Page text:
Billy Graham Remembers Value of Family Farm
Before he preached in front of more than 200 million people in 185 different countries, Rev. Billy Graham’s Christian character roots took hold on the family farm outside of Charlotte. Graham recalls a simpler time when his younger days revolved around chores and the fruit of that labor.
“For a child of the Roaring ’20s who reached adolescence in the Depression of the early ’30s, rural life probably offered the best of all worlds,” Graham says. “As Scottish Presbyterians believing in strict observance of moral values, we stayed relatively uncontaminated by the Great Gatsby lifestyle of the flapper era with its fast dancing and illegal drinking.
“And being farmers, we could manage to live off the land when the economy nosedived in the 1929 stock market crash,” he went on to say.
The Graham family farm consisted of about 200 acres. The Grahams raised enough feed to support a dairy operation that included about 70 head of cattle. Reflecting on the regimen of milking those cows stirred more memories.
“We got up in the mornings around 3 o’clock and went out to the barns to bring the cows in and milk them,” Graham says. “In high school, I milked about 20 cows every morning and about 20 in the afternoon when I got home.
“My father and my brother Melvin spent more time in the fields where they raised the corn and the grains to feed the cattle,” Graham adds.
As is well-known, Graham departed the farm and in 1939 became ordained by the Southern Baptist Convention. He went on to form the Billy Graham Evangelistic Association, a ministry that’s continually flourished since 1950. The association’s activities include regular radio and television broadcasts, life-saving assistance for those in poverty or affected by natural disasters, as well as countless Bible studies and devotionals put together by a large team of evangelists.
Graham celebrated his 92nd birthday this past November. He no longer travels the world but remains active at his mountain home near Asheville. Graham still makes time for special visitors such as President Obama, who visited while vacationing in Western North Carolina last year.
“I am amazed every time I think of how many years the Lord has given me on this earth,” Graham says. “I am grateful for his blessing on our ministry for more than six decades, but wonder if there is something more he has for me to accomplish.”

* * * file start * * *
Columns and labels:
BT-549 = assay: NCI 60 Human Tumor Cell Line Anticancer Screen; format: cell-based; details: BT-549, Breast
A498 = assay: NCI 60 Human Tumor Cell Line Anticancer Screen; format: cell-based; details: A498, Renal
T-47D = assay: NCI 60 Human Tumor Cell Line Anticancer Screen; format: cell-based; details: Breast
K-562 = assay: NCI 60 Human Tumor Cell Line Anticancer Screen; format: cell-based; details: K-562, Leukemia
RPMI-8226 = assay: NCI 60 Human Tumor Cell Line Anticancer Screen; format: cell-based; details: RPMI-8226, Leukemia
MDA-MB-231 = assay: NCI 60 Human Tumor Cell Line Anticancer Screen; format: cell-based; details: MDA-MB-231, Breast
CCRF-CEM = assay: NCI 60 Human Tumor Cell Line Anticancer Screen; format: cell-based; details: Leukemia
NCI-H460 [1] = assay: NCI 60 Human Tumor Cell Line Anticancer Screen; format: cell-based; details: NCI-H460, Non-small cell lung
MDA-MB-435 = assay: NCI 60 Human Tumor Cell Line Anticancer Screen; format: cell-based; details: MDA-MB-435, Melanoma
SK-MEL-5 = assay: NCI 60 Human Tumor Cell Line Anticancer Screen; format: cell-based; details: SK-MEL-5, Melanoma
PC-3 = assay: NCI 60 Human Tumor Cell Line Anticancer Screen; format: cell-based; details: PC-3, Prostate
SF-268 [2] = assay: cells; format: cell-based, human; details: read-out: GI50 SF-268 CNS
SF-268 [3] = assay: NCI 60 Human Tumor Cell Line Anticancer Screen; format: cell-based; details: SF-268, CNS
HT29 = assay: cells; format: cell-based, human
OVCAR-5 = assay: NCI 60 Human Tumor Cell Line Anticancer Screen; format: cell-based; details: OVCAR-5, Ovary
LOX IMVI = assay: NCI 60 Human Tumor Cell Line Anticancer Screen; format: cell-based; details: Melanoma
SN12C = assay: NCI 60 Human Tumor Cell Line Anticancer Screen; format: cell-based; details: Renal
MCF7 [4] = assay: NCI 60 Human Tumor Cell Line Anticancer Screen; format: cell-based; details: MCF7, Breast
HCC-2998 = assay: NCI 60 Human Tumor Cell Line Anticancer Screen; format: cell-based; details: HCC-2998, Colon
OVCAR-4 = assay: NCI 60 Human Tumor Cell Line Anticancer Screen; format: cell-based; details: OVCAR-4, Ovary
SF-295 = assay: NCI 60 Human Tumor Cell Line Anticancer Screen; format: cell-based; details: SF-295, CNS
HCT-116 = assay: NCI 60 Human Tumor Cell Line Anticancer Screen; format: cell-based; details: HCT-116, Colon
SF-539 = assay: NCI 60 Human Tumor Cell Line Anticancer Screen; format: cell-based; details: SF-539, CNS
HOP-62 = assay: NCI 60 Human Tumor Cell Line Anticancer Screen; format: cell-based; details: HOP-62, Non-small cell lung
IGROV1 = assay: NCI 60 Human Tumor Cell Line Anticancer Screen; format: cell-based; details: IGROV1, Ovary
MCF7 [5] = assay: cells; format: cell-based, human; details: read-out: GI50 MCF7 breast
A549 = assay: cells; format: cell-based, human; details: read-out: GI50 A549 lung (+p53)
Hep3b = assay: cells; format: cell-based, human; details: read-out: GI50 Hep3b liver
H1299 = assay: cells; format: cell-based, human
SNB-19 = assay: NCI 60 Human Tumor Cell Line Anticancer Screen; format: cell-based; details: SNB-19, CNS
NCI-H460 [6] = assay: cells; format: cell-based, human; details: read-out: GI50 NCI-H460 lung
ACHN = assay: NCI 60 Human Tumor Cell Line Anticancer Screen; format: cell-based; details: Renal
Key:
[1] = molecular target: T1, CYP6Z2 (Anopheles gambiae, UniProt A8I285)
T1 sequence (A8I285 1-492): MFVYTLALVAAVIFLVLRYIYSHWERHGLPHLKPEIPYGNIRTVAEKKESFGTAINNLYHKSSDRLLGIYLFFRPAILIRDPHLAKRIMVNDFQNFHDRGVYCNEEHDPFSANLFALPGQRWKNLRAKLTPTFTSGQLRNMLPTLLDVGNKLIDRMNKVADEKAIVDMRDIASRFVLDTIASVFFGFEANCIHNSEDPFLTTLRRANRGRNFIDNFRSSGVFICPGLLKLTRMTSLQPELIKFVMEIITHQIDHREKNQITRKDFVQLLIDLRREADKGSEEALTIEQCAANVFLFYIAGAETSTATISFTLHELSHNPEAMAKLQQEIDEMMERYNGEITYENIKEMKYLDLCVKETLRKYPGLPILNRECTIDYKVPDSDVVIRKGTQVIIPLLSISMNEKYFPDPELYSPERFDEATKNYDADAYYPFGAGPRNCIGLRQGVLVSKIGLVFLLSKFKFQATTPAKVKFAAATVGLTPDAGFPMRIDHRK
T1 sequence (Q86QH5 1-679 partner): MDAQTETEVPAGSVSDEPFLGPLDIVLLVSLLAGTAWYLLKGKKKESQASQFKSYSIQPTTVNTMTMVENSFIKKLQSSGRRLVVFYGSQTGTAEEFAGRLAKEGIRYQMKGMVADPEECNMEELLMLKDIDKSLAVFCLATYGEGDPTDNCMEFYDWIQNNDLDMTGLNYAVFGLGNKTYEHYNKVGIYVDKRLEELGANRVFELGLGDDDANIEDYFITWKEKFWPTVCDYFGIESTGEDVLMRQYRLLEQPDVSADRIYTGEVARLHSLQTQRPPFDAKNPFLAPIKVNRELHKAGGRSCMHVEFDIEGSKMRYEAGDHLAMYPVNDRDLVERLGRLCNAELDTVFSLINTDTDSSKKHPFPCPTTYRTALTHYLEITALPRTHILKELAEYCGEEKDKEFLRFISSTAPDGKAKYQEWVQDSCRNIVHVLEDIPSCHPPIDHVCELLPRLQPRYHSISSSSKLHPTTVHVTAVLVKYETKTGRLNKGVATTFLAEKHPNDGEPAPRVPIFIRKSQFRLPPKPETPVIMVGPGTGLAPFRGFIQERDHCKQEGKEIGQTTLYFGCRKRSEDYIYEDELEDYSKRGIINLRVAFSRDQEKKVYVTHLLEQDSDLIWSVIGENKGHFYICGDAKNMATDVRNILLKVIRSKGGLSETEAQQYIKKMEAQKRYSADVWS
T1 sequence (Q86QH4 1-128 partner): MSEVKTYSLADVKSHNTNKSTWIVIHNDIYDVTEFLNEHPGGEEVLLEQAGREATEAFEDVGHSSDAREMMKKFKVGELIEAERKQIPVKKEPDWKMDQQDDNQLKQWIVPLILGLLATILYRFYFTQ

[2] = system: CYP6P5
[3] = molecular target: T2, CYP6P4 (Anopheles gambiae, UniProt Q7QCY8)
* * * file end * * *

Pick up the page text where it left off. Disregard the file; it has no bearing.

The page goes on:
In addition to writing a book during the last few years, on the aging process, Graham continues to attend Billy Graham Evangelistic Association Board meetings as he is able. Much of the ministry operation has been turned over to Graham’s son, Franklin, and grandson, Will.
“I always enjoy hearing the reports from ongoing BGEA evangelistic events,” Graham says. “Under Franklin’s leadership, the ministry has reached new audiences in new ways I would never have dreamed, incorporating many modern technologies and creative strategies to share the same message of God’s love around the world.”
More than 60 years of ministry are encapsulated in a site that harkens visitors back to Graham’s days on that family farm. The main structure of the Billy Graham Library is shaped like a barn often found on farms of that era. Also included at the site is Graham’s family home that was built in 1927. The association moved the house from the family farm about three miles away and filled it with family photos and personal items of the Graham family.
Though not as spry as he once was, Graham’s passion remains as strong as ever.
“While I don’t know what the future holds for me, I still look for ways to serve the Lord,” Graham says.
On the Web:
Billy Graham Evangelistic Association
Discover more about the life and teachings of Billy Graham at the Billy Graham Library in Charlotte: